Thus, Biko stayed active despite the many bans to restrain him from his freedom of movement. Biko’s influence can be remembered  during the riots following the police massacre of Soweto students in June 1976 when Soweto leaders demanded that the government negotiate the country’s future with three black leaders.

Inspired by Biko’s growing legacy, the youth of the country mobilized themselves in a movement that became known as the South African Students Movement (SASM). This movement played a pivotal role in the 1976 Soweto Uprisings, which accelerated the course of the liberation struggle.  Biko faced the white regime squarely. Not by violence, but by simple truth of his writings, which he named “I write what I like.” The white regime thought his letters posed a threat to national security.

As a writer, Biko used his gift to condemn apartheid, saying that “there is no doubt that the color question in South Africa politics was in the first place introduced for economic reasons.” Steve Biko’s influence was spreading like a forest-fire and they had to stop him from influencing the several black groups in South Africa, which gave him much support and recognition. He was arrested and detained many times under the Terrorism Act in South Africa.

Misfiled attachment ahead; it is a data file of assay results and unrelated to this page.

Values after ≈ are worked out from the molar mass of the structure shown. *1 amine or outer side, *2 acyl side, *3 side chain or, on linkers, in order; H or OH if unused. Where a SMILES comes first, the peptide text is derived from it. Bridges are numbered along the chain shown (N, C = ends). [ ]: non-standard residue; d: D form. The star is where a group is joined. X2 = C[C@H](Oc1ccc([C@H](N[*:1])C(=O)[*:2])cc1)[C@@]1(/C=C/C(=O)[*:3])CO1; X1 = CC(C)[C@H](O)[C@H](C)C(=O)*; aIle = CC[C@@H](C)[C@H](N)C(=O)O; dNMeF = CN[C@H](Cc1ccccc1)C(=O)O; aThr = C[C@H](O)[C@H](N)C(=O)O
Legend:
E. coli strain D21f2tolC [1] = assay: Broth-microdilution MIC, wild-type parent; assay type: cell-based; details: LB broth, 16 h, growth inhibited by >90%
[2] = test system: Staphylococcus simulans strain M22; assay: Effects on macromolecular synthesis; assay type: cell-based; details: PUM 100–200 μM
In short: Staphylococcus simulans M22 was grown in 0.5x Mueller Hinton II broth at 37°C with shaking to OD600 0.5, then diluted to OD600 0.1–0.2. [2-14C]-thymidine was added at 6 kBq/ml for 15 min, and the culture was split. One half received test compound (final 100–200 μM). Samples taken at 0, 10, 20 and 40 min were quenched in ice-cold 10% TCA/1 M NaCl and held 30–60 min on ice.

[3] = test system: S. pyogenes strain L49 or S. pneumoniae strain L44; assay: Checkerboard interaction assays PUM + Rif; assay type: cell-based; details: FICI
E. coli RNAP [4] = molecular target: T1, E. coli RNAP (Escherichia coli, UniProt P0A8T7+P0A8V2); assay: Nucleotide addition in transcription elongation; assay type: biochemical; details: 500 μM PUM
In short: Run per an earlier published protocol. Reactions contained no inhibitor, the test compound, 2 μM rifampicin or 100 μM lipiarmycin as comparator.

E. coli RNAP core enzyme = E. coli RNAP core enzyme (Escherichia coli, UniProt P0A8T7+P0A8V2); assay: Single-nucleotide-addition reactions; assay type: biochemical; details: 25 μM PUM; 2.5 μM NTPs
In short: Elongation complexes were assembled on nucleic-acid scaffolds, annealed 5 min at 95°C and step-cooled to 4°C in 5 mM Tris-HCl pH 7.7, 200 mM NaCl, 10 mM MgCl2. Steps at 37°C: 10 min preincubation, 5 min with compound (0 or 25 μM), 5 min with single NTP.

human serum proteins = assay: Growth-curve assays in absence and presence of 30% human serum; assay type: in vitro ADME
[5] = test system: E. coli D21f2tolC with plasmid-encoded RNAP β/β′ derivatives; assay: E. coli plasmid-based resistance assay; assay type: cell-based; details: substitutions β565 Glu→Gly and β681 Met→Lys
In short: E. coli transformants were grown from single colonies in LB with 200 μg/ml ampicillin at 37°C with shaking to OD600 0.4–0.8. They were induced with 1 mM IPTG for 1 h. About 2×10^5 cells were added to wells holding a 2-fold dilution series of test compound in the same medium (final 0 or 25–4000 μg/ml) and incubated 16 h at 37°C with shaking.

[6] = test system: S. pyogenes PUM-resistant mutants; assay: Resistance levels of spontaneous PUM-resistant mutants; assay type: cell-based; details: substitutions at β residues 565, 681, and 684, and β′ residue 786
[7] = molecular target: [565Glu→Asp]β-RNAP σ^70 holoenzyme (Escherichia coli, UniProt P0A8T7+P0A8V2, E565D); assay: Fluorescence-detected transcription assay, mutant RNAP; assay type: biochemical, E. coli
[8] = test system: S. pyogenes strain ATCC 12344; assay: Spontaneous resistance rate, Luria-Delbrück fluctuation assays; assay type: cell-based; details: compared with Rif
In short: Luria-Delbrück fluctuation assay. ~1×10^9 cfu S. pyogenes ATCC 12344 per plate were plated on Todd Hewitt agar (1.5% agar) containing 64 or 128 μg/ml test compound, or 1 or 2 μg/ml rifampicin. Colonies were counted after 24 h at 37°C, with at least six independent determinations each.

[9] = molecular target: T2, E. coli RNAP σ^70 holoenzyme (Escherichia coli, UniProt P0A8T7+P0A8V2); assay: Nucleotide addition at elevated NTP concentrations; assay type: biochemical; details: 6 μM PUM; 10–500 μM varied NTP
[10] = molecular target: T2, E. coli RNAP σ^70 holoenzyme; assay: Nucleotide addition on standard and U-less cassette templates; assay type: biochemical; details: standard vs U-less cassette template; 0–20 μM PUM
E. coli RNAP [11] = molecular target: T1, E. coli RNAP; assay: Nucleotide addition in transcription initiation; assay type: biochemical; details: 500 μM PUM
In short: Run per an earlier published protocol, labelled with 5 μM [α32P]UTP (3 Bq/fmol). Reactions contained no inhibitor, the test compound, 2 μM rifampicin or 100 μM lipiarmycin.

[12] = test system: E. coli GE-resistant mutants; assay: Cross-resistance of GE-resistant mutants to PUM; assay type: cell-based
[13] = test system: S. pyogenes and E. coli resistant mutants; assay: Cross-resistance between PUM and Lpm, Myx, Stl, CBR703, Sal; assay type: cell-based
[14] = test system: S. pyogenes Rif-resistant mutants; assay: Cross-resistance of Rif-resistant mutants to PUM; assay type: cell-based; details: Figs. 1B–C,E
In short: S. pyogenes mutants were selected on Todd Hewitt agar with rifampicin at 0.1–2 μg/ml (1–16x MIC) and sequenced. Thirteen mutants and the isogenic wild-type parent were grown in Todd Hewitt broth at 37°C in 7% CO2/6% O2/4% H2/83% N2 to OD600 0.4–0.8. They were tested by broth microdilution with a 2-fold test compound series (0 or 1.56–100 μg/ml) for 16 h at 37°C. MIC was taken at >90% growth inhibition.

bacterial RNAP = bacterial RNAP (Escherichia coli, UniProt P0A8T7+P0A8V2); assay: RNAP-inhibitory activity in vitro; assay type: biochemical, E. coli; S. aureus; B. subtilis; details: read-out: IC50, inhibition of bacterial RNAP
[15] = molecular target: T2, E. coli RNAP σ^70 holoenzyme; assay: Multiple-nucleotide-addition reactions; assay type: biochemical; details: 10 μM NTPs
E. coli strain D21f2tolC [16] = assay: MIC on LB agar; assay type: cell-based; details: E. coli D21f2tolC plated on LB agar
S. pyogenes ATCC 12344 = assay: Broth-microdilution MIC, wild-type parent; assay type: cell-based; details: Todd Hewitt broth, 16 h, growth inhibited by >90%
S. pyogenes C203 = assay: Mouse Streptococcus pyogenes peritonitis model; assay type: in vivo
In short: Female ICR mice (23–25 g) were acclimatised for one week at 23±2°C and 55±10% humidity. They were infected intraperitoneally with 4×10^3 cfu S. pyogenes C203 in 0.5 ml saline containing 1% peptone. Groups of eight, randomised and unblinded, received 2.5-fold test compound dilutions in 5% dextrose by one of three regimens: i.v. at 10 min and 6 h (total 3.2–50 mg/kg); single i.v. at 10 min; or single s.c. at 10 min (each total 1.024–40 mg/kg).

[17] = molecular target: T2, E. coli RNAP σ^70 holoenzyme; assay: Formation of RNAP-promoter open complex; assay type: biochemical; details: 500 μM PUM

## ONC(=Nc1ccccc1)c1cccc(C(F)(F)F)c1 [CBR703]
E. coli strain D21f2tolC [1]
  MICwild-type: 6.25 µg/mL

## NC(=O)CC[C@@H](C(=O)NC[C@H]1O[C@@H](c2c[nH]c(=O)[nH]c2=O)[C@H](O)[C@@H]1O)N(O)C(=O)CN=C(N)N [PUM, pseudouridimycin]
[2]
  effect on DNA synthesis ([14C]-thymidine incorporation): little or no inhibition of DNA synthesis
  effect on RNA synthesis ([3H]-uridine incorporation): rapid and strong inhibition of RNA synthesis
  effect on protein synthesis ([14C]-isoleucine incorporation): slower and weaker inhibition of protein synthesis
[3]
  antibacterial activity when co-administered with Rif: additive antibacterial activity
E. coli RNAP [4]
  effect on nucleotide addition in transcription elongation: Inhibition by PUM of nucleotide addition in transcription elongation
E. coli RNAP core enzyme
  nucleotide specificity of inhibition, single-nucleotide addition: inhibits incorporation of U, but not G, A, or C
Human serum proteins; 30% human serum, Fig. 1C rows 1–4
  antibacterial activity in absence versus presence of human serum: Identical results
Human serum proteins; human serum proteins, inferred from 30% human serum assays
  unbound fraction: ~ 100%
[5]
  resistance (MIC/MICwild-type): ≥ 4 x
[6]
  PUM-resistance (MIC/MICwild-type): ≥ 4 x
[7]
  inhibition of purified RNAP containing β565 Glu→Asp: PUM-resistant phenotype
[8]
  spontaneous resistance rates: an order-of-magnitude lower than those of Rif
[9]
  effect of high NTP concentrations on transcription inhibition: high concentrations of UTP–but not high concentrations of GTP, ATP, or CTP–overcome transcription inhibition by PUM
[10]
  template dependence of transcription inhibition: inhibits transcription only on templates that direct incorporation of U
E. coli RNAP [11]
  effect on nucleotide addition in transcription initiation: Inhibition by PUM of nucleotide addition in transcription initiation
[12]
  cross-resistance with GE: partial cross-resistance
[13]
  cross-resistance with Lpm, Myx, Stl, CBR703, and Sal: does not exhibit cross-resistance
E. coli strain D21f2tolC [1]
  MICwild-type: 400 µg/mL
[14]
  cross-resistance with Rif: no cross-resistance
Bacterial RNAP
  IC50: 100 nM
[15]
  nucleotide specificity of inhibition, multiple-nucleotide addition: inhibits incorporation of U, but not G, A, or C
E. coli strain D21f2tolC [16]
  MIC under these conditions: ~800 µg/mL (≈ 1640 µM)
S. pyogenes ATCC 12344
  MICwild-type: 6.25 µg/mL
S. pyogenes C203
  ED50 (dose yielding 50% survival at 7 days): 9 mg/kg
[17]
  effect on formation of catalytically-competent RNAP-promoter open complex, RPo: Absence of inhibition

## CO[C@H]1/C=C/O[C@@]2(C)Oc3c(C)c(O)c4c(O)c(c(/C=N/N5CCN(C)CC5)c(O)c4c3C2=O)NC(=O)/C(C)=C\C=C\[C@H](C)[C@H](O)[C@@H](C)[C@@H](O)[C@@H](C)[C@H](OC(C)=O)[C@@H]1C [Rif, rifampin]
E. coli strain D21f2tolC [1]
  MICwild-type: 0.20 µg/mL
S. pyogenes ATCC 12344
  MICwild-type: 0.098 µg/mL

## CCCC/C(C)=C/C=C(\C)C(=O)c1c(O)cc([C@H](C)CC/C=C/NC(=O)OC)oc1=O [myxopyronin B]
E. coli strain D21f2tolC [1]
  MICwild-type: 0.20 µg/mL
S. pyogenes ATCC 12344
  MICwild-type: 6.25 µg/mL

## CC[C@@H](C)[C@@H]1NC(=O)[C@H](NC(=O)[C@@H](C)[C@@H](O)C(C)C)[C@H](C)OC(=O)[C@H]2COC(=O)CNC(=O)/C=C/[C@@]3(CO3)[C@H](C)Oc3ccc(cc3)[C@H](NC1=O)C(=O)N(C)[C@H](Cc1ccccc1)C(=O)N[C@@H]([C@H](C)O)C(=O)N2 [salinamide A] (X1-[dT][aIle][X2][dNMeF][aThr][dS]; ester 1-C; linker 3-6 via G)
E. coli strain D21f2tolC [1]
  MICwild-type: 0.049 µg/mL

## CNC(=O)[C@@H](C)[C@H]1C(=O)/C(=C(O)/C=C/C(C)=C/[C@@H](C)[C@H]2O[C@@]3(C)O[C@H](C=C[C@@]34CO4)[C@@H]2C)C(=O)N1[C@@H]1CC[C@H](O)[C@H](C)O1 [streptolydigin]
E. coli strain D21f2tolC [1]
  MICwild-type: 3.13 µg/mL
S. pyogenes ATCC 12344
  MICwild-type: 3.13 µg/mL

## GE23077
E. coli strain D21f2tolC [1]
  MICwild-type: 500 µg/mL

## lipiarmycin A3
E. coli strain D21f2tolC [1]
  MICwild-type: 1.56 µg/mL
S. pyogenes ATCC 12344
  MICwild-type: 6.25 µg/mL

Although Biko was arrested several times, he was released because of the public demand and pressure that erupted every time he was arrested. However, things fell apart on August 18, 1977, when Steve Biko was arrested and detained under the same offence of terrorism; little did the people know that he would not be seen again. He was taken to Port Elizabeth, stripped naked and tortured to death. His autopsy stated that he died of brain damage. The New York Times reported his death on their issue on September 13th, 1977.  It is unfortunate that, Steve Biko wasn’t alive to see what he sacrificed his life for, the fall of apartheid.

As we come to the 33rd anniversary of Biko’ death, it is worthwhile to say that September 12 of every year, should be declared as a holiday in the Republic of South Africa, in honor of that great man. If a day in America is observed as a holiday for the Civil Rights leader, Martin Luther King Jr, then late Steve Biko should be given that recognition too in South Africa. Steve Biko died at the age of 31. He left behind a widow and two boys.